The levels given to rodents are at least 75 times the amount that a child could suck, and TMA said rodents are much more vulnerable to them than people, TMA said. Massive doses given to guinea pigs and primates, whose phthalate sensitivity is much closer to that of humans, do not create problems, TMA said.
Calif. may reinstate recycled-content law
SACRAMENTO, CALIF. — California will consider putting food and cosmetic packaging back into the state's recycled-content laws, closing what environmentalists say is a major loophole in the law.
California used to require makers of food and cosmetic containers to meet recycling targets or demonstrate that they were using 25 percent recycled content, source reducing or using refillable containers.
The law was changed in 1996 to exempt food and cosmetic packaging. Such packaging accounts for more than half of the plastic containers sold in California, according to Sacramento-based Californians Against Waste.
Senate bill 1110 would remove that exemption and set higher standards for plastic recycling, said Rick Best, spokesman for CAW, which supports the bill. The bill was introduced by state Sen. Wesley Chesbro, D-Arcata.
The legislation would require 35 percent of all plastic bottles to be recycled, up from the current 25 percent. If that goal is not met, manufacturers would have to prove they use 35 percent recycled content, according to Best.
California law seek retractable sharps
WASHINGTON — The nation's largest health-care union has launched a campaign to mandate the use of safe needles and syringes in health-care facilities, spurred by California legislation last year requiring safer needles.
The Washington-based Service Employees International Union effort, announced Feb. 18, is a grass-roots effort that so far is seeing action in 19 states, said spokeswoman Renee Asher.
``It truly is being spearheaded by nurse activists'' at the ground level, she said. Legislation has been introduced in Florida, Illinois, Indiana, Maryland, Massachusetts, Montana, New Jersey and Washington.
About 1,000 health-care workers develop contagious diseases each year from needle sticks, and 200-250 die as a result, she said.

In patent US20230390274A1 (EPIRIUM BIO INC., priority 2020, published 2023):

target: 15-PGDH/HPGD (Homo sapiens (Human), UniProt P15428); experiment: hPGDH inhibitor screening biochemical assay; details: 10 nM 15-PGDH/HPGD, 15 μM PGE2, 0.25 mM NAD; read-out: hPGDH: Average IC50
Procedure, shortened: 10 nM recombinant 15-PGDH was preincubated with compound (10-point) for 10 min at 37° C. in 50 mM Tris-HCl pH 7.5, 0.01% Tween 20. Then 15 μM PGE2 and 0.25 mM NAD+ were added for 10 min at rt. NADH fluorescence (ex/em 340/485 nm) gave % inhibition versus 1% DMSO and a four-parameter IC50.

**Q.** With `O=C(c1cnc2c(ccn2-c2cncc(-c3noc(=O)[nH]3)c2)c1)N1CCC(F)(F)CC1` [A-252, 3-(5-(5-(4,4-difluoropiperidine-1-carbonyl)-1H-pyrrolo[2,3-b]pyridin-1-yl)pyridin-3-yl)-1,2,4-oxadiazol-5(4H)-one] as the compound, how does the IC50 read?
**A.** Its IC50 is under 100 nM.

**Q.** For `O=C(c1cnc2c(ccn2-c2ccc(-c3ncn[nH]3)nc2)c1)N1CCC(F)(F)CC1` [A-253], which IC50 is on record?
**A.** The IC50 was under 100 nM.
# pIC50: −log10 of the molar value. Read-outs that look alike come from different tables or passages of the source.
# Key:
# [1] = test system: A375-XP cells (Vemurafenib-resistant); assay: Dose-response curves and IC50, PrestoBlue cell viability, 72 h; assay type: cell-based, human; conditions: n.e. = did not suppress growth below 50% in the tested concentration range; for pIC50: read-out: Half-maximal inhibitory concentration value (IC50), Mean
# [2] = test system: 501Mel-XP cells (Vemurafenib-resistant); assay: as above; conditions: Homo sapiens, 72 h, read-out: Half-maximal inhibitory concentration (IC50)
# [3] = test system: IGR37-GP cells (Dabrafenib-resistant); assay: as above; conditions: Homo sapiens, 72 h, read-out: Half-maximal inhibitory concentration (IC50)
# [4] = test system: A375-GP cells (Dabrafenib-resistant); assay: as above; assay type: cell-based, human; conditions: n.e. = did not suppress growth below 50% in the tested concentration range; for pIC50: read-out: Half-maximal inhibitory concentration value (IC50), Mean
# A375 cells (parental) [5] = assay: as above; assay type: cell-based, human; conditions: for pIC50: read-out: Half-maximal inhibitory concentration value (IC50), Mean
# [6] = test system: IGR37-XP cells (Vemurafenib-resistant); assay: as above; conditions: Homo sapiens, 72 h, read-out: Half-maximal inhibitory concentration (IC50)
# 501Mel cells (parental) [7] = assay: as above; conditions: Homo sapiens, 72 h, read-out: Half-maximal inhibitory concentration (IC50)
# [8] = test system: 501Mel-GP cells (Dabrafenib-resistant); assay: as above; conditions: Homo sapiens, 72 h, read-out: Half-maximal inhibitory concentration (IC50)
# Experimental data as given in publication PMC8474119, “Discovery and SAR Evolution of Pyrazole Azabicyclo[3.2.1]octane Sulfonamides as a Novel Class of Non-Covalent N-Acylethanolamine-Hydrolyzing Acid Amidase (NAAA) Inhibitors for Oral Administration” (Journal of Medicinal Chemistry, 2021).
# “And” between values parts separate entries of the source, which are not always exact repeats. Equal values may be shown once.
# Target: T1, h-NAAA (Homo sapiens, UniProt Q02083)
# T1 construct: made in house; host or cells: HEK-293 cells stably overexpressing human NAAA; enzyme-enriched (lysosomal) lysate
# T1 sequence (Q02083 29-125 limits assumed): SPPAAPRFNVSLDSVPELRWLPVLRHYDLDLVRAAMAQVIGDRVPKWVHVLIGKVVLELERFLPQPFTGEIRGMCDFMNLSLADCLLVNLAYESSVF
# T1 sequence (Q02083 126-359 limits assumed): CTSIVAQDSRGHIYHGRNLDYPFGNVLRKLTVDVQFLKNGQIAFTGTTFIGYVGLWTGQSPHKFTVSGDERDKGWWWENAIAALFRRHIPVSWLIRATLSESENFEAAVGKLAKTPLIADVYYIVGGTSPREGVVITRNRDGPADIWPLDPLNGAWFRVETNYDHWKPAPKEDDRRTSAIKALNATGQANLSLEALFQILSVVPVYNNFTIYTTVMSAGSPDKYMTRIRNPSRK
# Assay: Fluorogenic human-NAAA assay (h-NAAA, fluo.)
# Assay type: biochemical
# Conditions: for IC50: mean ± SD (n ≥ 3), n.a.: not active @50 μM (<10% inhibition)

The California law requires syringes with retractable needles or sheaths.
SPI cancels meeting set for Brasilplast
WASHINGTON — The Society of the Plastics Industry Inc. canceled its international trade committee meeting planned for Brasilplast '99, which was held March 8-13 in SÃo Paulo, Brazil.
The International Trade Advisory Committee heard some companies were changing travel plans for the show, possibly reflecting skittishness about Brazil's economy, said Lori Anderson, director of economic and international trade issues for Washington-based SPI.
ITAC also was having problems arranging a meeting space, she said. Although ITAC tries to have one meeting a year at a foreign trade show, the problems forced the committee to ask if it would be worth the time and expense, Anderson said.
ITAC's next meeting is planned for May 12-13 at the National Plastics Center and Museum in Leominster, Mass., and at Nypro Inc. in nearby Clinton, Mass.
FDA wants user fee on approval system
WASHINGTON — Funding for a streamlined packaging approval system remains a question.
Food and Drug Administration officials told a congressional subcommittee in late February that the agency wants user fees to fund the program, which would shorten approval times for food packaging from several years to 120 days. Some key members of Congress, including Commerce Committee Chairman Rep. Thomas Bliley, R-Va., oppose user fees.
The Society of the Plastics Industry Inc. in Washington supports user fees but also is pushing Congress to give the program enough money from general tax dollars, said Lew Freeman, SPI's vice president of government affairs.
Congress last year gave FDA $500,000 to implement the program, short of the $1.5 million initially requested to get it up and running in 2000.
``I'm optimistic it would be implemented, but there is a struggle of wills going on between Congress and FDA over the degree of control that Congress has over the FDA budget,'' Freeman said.
That struggle is unrelated to the packaging program, Freeman said.